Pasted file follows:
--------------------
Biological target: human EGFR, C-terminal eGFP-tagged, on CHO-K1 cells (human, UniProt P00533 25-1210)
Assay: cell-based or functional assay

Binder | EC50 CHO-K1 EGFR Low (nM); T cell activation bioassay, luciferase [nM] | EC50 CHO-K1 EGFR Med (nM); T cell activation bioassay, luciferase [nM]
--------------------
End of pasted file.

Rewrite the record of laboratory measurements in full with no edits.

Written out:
Biological target: human EGFR, C-terminal eGFP-tagged, on CHO-K1 cells (human, UniProt P00533 25-1210)
Assay: cell-based or functional assay

Binder | EC50 CHO-K1 EGFR Low (nM); T cell activation bioassay, luciferase [nM] | EC50 CHO-K1 EGFR Med (nM); T cell activation bioassay, luciferase [nM]